I moved to Canada around 2001 from a small village in Pakistan. Our life mainly consisted of walking to school and coming home to play in the fields. I was not used to modern transportation or technology. When we immigrated, my family was sponsored by my dad, who was already working in Canada at the time. The initial process took a long time, but what surprised me most was that we touched down in the new country within a week of its final approval. Our dad was the only one we knew in Canada; the rest of our friends and relatives were all still in Pakistan. It was challenging for all of us to say goodbye after seeing each other almost every day for more than 15 years. My grandparents' biggest fear when we started packing was that we would never return, and that we would forget the language and culture that had been passed on for generations.
Besides getting used to city life, the language barrier was the most difficult part of transitioning and adapting to this new life. No one from our family except my dad spoke English. I remember being too embarrassed to even ask for water on the plane ride over. Nonetheless, the flight attendants were nothing but kind to me and my family.
Once we arrived in Canada, I started grade 6 in the English Second Language (ESL) program. I remember moments of embarrassment because I didn’t understand what was being said. The most memorable of these situations was when we had a cultural day, and I did not understand that we had to wear our cultural clothing. I went to school in the same jeans and shirt as usual, only to see everyone dressed in beautiful and unique attire. I felt very embarrassed, lonely, and very isolated. Some friends and teachers offered to give me their scarves and makeup, but I was too embarrassed to accept anything.
Learning English and navigating so many differences took a lot of time and effort. I was fortunate enough to have accommodating teachers that were both encouraging and helpful. My teachers played the most significant role in making my transition to Canada easier. I remember first being introduced to the public library by one of my teachers. Since then, it has become one of my favourite places in the city.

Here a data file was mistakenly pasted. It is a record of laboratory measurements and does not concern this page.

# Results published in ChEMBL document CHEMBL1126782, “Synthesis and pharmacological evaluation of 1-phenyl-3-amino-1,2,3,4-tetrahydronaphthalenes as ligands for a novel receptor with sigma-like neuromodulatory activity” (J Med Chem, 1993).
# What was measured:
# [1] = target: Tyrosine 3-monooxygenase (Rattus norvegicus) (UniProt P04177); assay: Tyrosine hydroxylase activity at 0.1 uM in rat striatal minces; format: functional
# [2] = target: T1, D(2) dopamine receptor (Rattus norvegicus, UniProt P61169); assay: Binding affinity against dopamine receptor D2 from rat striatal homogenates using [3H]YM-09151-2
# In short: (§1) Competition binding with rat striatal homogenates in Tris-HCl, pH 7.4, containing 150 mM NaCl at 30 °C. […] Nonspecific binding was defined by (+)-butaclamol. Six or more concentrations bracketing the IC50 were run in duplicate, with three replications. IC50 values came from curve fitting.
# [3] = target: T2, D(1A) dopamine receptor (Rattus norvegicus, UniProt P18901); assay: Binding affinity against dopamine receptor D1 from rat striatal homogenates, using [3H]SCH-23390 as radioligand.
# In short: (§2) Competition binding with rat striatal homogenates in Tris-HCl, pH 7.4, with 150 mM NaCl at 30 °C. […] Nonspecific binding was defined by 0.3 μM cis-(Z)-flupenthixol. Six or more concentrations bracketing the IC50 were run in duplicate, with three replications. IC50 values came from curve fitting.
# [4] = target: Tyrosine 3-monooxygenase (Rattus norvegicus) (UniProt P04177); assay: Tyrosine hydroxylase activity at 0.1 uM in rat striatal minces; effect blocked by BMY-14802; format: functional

My family was also a huge help throughout the whole transition process. We are a big family, and all of us going through this together helped each of us grow; it also made me feel like I was not alone. Even though there was the occasional ignorant person who made me upset or isolated, there were far more people who were nothing but accepting and supportive. The people here are very kind. There have been many people and friends throughout the years who helped us achieve our goals and helped make our transition easier.
As years went by, the language barrier became less of an issue, and we found the support we needed. Even though I did not get all the educational and financial aid I needed (I did not have the proper knowledge to find those resources), I make sure that my younger siblings have access to the resources I missed out on.
When I initially came to Canada, I was too young to know what to expect or have any goals, but as I grew, so did my dreams. I soon hoped I would get into university and work in the medical field. After all the hard work and dedication I put in, I now work as a medical assistant and I love my job. It helps me communicate with people who are in the same place I used to be when I first came here. Canada has given me so much: the most important of which is my freedom and sense of identity. Canada has given me the ability to dream big and make a home for myself here. I am proud that I am able to give back to Canada by helping others.
Please note that certain facts have been altered for anonymity
This story is a collaborative effort between Samia Qadeer and Saira Jaspal